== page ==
(b) Prioritize awards based on demonstration of the technical and financial ability to sustain the community school model beyond an initial grant award. For planning grant awards, priority must be given to school districts in which the community school model has not been established and which demonstrate the technical and financial ability to sustain the community school model.

(4) Reporting. — Beginning with September 1, 2020, and annually thereafter, the center shall publish on its website information on each community organization receiving a grant from the center to implement the community school model. The information must include:

(a) The amount of grant funds provided through the center for each participating school and the amount of matching funds provided by the community organization for each year the community organization has received a grant for that school.

(b) The long-term partners who have entered into a memorandum of understanding for implementing the community school model pursuant to paragraph (2)(c).

(c) A description of the services and community engagement activities provided through the community school model.

(d) The number of students, families, and community members served through the community school model.

(e) The academic progress of students enrolled at the public school, including student progression data, attendance, behavior, and student achievement and learning gains on statewide, standardized assessments as determined pursuant to s. 1008.34.

Policy Type

Florida Statutes 1006.04 Educational multiagency services for students with severe emotional disturbance.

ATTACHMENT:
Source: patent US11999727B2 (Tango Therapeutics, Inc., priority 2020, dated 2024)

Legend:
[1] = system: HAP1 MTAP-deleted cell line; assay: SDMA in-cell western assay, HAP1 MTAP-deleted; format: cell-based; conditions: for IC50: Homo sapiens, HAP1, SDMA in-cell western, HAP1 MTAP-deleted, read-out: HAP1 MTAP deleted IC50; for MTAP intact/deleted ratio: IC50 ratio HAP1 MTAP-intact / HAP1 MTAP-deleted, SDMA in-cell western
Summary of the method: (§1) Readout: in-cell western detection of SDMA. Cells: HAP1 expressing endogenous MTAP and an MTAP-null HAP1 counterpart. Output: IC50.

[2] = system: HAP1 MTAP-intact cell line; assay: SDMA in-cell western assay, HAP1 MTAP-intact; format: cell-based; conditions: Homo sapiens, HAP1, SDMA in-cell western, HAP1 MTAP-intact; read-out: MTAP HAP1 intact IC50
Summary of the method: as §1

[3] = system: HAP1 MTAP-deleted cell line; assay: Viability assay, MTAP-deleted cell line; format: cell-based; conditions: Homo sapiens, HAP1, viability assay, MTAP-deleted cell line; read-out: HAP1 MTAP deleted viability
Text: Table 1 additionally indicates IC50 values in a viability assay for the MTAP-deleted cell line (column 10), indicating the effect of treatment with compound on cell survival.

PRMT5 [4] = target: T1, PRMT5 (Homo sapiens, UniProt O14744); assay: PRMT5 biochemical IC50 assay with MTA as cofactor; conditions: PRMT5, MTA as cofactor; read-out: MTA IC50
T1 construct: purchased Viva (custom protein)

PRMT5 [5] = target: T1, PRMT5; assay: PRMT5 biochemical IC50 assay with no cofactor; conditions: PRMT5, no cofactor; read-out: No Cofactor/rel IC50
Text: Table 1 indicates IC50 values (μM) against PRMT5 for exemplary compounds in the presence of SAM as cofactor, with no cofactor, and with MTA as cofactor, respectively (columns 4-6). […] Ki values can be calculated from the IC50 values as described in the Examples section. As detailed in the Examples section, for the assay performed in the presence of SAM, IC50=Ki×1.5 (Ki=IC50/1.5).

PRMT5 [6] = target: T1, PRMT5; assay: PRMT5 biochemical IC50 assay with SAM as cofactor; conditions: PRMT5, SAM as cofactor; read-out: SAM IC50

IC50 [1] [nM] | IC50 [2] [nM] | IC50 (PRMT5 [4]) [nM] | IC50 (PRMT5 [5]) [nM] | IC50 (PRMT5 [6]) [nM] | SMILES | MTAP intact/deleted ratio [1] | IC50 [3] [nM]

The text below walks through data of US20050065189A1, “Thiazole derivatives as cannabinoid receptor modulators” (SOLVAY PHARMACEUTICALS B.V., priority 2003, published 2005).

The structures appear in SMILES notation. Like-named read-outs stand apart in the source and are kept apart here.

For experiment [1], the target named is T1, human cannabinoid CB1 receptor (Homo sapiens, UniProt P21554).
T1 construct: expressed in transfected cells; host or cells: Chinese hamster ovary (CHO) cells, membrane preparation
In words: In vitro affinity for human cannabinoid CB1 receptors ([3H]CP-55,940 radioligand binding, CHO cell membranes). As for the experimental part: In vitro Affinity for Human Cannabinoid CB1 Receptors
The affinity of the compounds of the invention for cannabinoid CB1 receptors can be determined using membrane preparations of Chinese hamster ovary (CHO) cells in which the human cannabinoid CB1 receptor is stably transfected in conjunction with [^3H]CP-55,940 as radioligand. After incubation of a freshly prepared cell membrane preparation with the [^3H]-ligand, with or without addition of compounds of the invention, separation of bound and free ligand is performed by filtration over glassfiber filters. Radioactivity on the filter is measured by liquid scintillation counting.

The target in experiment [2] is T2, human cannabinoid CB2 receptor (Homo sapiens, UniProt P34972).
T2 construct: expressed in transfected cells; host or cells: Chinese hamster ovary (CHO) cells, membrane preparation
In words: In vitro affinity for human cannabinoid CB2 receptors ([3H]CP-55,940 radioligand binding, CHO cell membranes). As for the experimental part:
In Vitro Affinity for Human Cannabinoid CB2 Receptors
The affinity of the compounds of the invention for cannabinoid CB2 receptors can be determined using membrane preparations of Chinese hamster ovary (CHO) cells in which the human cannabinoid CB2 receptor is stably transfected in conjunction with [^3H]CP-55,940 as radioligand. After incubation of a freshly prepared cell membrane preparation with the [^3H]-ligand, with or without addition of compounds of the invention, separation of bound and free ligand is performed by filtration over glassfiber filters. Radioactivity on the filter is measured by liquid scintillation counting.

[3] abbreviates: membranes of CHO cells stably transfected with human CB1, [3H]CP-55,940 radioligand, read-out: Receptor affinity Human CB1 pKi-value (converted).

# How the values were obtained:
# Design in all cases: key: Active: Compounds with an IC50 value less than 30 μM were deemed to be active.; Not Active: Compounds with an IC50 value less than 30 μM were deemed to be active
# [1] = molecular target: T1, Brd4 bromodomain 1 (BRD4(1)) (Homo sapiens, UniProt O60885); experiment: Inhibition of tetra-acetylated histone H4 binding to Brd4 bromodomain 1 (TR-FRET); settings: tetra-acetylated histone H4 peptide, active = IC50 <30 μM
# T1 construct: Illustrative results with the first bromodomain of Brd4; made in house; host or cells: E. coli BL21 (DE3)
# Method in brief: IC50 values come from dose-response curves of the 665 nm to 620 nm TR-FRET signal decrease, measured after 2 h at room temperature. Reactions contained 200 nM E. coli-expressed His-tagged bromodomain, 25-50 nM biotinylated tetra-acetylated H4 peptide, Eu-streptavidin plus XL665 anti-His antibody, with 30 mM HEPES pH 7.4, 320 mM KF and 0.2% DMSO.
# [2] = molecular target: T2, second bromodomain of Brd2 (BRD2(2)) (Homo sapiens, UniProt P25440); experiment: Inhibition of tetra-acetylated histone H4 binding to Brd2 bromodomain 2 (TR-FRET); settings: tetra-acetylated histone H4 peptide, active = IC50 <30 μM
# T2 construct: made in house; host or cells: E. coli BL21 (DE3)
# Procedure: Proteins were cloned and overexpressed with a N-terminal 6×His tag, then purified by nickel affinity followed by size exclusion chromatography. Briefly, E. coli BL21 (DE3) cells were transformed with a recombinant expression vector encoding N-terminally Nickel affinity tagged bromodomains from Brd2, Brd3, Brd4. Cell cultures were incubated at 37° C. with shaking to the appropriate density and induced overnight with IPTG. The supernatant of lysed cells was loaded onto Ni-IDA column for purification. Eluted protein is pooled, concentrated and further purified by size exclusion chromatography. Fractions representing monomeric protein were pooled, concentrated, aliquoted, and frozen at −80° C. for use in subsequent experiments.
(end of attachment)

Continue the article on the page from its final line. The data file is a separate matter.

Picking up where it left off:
(1)(a) An intensive, integrated educational program; a continuum of mental health treatment services; and, when needed, residential services are necessary to enable students with severe emotional disturbance to develop appropriate behaviors and demonstrate academic and career education skills. The small incidence of severe emotional disturbance in the total school population requires multiagency programs to provide access to appropriate services for all students with severe emotional disturbance. District school boards should provide educational programs, and state departments and agencies administering children's mental health funds should provide mental health treatment and residential services when needed, forming a multiagency network to provide support for students with severe emotional disturbance. (b) The program goals for each component of the multiagency network are to enable students with severe emotional disturbance to learn appropriate behaviors, reduce dependency, and fully participate in all aspects of school and community living; to develop individual programs for students with severe emotional disturbance, including necessary educational, residential, and mental health treatment services; to provide programs and services as close as possible to the student's home in the least restrictive manner consistent with the student's needs; and to integrate a wide range of services necessary to support students with severe emotional disturbance and their families. (2) The department may award grants to district school boards for statewide planning and development of the multiagency network for students with severe emotional disturbance. The educational services shall be provided in a manner consistent with the requirements of ss. 402.22 and 1003.57. (3) State departments and agencies may use appropriate funds for the multiagency network for students with severe emotional disturbance.